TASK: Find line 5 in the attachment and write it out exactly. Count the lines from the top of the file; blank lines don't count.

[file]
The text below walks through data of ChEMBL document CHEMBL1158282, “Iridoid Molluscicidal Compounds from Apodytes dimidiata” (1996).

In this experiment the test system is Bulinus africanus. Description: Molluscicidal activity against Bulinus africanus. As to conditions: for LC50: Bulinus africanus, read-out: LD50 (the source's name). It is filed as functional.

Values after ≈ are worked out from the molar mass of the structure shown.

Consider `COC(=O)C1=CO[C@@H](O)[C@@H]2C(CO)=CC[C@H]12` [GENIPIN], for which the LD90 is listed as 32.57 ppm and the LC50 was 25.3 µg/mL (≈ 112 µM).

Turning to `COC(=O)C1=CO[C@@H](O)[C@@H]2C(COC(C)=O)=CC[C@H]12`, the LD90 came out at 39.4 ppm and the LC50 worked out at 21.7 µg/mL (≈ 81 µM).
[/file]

Turning to `COC(=O)C1=CO[C@@H](O)[C@@H]2C(COC(C)=O)=CC[C@H]12`, the LD90 came out at 39.4 ppm and the LC50 worked out at 21.7 µg/mL (≈ 81 µM).